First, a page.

“Yes, Lord,” Peter said, “you know I love you.”

“Then take care of my sheep,” Jesus said.

A third time he asked him, “Simon son of John, do you love me?”

Peter was hurt that Jesus asked the question a third time. He said, “Lord, you know everything. You know that I love you.”

Jesus said, “Then feed my sheep.

“I tell you the truth, when you were young, you were able to do as you liked; you dressed yourself and went wherever you wanted to go. But when you are old, you will stretch out your hands, and others will dress you and take you where you don’t want to go.”  Jesus said this to let him know by what kind of death he would glorify God. Then Jesus told him, “Follow me.” – John 21: 15-19

All of the preceding, I’d read dozens of times before.  But the last paragraph and how the teacher, Dr. Ted, interpreted it, got me thinking.  The Greek word Jesus used when he asked “Do you love me?” is agapeAgape is altruistic, an all-encompassing love.  Peter, when he said, “You know I love you”, didn’t use the word agape.  He used the Greek word phileo, which is brotherly love.  Think Philadelphia, the city of brotherly love.  Or so I’m told. Finally, the last time Jesus asked Peter if he loved Jesus, Jesus himself used the word phileo.  Peter could only say, head hung low, “Lord, you know everything.”  They reached an agreement that Peter indeed loved Jesus as much as he was able – with great affection.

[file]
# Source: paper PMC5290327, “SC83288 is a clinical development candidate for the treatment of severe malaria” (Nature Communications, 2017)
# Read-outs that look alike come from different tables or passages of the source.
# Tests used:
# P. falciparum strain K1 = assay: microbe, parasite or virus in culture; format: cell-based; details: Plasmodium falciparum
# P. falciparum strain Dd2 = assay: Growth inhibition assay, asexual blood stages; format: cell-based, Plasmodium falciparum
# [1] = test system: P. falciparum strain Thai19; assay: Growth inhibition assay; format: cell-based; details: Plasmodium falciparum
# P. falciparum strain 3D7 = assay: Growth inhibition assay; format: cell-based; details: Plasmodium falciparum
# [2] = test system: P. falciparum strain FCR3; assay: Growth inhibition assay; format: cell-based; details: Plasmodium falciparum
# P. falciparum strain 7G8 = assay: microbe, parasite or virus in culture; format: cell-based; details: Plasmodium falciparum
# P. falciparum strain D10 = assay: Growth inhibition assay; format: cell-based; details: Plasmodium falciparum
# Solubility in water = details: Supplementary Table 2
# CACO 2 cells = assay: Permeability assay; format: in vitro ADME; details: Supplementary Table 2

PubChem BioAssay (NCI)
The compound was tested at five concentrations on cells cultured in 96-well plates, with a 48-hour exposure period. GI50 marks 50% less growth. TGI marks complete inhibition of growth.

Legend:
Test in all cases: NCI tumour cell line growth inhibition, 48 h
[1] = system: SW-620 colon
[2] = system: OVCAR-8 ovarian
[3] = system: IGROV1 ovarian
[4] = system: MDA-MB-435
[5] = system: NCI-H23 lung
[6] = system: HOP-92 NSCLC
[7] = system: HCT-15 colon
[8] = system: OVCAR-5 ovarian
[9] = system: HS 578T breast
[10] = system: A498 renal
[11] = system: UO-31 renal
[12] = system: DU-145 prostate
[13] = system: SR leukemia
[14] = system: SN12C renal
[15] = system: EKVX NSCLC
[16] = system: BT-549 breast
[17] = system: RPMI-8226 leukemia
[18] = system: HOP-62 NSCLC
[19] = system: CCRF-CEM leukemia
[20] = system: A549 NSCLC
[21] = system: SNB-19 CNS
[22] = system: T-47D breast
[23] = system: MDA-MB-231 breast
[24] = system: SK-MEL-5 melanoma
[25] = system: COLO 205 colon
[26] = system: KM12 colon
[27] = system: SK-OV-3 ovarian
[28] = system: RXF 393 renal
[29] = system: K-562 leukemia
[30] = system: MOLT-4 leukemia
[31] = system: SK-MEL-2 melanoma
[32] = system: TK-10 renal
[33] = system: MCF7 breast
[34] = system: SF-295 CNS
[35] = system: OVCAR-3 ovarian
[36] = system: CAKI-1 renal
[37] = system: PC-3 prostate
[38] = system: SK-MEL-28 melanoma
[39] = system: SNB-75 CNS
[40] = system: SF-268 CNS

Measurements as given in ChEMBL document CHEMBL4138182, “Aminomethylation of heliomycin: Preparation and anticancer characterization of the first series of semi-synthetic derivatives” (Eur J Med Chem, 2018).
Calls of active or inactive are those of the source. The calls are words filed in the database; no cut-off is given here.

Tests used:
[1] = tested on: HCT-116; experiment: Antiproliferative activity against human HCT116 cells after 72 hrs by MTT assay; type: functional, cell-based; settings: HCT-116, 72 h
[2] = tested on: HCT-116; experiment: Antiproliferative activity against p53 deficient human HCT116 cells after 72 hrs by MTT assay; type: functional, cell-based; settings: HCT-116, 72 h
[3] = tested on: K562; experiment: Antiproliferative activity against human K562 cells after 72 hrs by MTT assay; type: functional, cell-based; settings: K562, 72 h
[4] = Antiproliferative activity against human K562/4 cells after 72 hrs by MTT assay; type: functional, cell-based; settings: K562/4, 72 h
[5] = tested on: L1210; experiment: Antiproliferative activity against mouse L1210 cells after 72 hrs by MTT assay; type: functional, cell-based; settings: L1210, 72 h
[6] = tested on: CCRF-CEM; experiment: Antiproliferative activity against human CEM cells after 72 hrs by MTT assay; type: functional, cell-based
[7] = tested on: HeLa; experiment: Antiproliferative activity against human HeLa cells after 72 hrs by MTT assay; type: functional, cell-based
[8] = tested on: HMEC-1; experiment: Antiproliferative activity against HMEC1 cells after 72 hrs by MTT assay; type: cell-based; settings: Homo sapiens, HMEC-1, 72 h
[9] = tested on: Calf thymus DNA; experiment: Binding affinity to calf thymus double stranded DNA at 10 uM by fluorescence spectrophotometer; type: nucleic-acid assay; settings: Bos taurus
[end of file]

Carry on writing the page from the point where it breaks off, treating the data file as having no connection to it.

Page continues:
Jesus started telling Peter how Peter’s life would end.  That little bit always seemed incongruent to me, like is Jesus meting out punishment because of Peter’s betrayal? Dr. Ted said Jesus was up to something.

“Jesus was telling Peter, Hey, you love me.  It’s enough.  My love that I have for you and the world is enough.  You will grow in your love for me and the lost over time.  So much so that when you die, it will be for my glory. I know your limitations. Don’t fret.  My love covers you.”